DH: “I joined NewFest in 2019 as Executive Director, following many years working at non-profit arts organizations. I studied in the MA program at New York University’s Gallatin School, with a focus on LGTBQ+ Studies, and have always had a deep passion for queer culture and a strong desire to create spaces for queer storytelling. NewFest, which exists at the intersection of NYC’s cultural activity and the vibrant LGBTQ+ community here, allows me to combine my personal passions and professional experience in an incredibly satisfying way.”
NM: “I joined NewFest in 2016 to increase our year-round programming and annual festival in October, as well as further amplify connections to, and engagement around, NYC’s vibrant LGBTQ+ community. I worked as a film critic and in international media production prior to NewFest so was already deeply aligned with the film scene, and it helped inform the importance of advocating for both the best in film and emerging voices. Applying that to queer film and our community’s hunger for more representation and visibility was an ideal match made in queer heaven.”
Where do you hope to see NewFest in the next few years? How has it changed with COVID and our current politics?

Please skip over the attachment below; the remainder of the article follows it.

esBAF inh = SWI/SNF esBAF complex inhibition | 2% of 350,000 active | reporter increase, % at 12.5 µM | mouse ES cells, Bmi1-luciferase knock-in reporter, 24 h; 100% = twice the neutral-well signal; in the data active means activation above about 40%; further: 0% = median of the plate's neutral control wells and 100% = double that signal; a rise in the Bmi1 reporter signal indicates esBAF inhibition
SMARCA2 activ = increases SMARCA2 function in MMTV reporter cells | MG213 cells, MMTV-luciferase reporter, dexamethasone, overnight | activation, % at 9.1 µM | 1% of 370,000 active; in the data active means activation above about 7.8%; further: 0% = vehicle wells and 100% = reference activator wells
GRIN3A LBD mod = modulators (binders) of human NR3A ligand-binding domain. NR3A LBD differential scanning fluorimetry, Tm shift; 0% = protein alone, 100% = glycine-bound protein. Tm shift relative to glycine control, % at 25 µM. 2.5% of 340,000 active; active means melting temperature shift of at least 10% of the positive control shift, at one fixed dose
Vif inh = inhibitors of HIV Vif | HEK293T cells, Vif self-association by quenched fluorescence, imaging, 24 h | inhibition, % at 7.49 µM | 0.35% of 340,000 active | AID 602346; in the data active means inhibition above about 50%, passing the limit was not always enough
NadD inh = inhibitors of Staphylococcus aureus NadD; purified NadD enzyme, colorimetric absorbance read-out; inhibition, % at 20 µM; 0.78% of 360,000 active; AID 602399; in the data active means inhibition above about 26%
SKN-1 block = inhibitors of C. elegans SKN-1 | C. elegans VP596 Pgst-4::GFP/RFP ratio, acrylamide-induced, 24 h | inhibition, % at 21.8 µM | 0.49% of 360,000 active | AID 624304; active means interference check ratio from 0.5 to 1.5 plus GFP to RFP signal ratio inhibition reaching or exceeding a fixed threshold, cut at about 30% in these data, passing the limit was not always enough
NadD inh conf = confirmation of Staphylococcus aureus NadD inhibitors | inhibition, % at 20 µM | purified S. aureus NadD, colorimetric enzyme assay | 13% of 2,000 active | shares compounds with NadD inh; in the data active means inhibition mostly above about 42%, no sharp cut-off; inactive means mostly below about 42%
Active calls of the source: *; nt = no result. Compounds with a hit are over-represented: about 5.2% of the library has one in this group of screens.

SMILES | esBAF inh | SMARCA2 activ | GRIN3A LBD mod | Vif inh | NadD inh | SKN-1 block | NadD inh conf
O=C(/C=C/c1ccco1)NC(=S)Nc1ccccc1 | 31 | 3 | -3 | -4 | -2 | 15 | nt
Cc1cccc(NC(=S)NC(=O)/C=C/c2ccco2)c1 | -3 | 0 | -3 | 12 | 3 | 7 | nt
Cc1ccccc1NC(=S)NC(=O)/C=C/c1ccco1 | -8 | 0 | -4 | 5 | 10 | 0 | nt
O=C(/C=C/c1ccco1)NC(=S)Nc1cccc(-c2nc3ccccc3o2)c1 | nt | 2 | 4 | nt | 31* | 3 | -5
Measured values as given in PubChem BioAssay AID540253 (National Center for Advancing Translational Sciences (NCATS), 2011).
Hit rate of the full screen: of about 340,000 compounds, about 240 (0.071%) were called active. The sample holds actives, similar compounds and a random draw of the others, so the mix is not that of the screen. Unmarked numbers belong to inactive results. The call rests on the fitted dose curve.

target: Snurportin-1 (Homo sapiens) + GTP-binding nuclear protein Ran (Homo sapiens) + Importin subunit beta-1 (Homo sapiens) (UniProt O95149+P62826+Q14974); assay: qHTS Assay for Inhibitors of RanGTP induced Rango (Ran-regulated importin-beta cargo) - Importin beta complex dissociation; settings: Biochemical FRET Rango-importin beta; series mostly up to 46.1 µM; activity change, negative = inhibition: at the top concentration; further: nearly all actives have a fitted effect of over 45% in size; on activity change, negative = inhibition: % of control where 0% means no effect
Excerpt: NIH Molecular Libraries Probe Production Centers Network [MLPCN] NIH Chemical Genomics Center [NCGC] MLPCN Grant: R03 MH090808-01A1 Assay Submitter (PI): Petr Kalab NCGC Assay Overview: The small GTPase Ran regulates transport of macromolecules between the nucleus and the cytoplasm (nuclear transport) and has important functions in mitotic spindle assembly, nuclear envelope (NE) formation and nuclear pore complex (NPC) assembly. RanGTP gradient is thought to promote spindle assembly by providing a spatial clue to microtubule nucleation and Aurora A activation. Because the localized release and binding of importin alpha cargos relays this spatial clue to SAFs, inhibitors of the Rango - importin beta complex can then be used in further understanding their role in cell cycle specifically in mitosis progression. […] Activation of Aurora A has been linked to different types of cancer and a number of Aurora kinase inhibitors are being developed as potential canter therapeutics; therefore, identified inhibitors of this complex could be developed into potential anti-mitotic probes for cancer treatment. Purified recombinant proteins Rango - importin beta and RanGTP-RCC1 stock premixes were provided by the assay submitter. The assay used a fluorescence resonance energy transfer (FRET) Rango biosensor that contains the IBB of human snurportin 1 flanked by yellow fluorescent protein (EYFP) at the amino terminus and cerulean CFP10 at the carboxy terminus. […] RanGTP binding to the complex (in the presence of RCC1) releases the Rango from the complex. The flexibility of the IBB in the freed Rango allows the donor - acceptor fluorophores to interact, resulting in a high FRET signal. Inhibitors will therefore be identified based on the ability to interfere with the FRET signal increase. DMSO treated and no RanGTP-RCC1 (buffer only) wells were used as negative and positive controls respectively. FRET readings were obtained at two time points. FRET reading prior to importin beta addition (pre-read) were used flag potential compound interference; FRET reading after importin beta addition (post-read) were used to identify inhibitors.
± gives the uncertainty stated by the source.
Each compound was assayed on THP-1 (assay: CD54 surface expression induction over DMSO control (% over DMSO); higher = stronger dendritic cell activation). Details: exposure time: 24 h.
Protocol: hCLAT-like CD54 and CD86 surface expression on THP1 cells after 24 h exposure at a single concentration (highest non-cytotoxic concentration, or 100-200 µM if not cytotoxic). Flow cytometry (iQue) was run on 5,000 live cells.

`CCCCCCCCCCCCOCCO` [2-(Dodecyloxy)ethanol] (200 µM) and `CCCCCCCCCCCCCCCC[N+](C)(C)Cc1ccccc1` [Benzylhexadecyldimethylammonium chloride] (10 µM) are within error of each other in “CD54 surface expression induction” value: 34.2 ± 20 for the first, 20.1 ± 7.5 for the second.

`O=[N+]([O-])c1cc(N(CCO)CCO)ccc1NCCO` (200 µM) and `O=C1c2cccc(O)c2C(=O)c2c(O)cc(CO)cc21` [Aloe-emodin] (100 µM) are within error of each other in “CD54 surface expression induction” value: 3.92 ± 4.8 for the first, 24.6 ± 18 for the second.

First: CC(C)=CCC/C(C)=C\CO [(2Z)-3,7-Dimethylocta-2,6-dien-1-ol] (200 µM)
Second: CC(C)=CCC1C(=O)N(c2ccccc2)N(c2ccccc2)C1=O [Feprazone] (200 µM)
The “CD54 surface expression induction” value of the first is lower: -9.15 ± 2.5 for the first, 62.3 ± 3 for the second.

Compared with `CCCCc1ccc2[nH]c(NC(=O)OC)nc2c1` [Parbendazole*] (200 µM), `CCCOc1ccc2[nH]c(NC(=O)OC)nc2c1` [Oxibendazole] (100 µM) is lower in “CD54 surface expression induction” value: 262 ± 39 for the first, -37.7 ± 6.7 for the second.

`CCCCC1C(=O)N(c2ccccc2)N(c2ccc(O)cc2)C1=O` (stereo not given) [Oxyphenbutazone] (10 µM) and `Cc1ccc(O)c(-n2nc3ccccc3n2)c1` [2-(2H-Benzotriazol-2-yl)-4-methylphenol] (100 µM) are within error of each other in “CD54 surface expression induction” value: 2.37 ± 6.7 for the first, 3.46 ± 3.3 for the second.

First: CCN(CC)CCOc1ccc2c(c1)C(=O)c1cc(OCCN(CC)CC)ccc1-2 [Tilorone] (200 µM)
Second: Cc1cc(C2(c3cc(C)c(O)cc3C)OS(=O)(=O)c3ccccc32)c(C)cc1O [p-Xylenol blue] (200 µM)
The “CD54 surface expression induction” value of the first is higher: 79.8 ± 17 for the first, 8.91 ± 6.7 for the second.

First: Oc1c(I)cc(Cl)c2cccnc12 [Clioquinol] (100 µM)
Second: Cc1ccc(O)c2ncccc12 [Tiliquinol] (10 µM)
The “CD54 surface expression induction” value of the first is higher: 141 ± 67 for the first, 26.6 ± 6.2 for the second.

DH: “When the pandemic started, we had a choice — we could scale back and ride things out, or we could recognize the essential role we play in our community and embrace that opportunity for service. In the past two years, we have more than doubled our year-round programming, producing up to 5 or 6 events a month. We’ve added staff and forged new partnerships. We embraced a virtual platform that could reach LGBTQ+ folks throughout the country who might not otherwise have been able to discover films like the ones we share. And we have continued to expand our high school program with the Department of Education and programs that benefit emerging filmmakers.
In a moment when politicians are passing “don’t say gay” laws, we are saying gay every day, in every film we share, and we’re saying it loudly and making sure as many people as possible hear it.
We have been both heartened and frustrated by the national conversation around systemic racism. There is so much work our industry, and NewFest still has to do. If we truly believe that visibility has the power to change and save lives — and we DO believe that — then it can’t be that only SOME members of the LGBTQ+ community get to reap the many benefits of seeing their stories told. ALL members of the community deserve that experience. In 2020 we launched the Black Filmmakers Initiative to address some of the pipeline issues that prevent marginalized members of our community from getting their work made and seen.”
What are your personal favorite films?
DH: “I am partial to films that I discovered around the time when I came out when I was figuring out who I was and hungry to see myself represented in the media. BROKEN HEARTS CLUB, which is part of our Queering the Canon: Rom-Coms series, was very much one of those films.”
NM: “Similar to David, personal favorites are hard to quantify, but from Queering the Canon: Rom-Coms and I can say that when I was a young teenage queer in 2004, seeing SAVING FACE as my local arthouse in suburban New Jersey and knowing that happy endings were possible in queer film was an eye-opener.”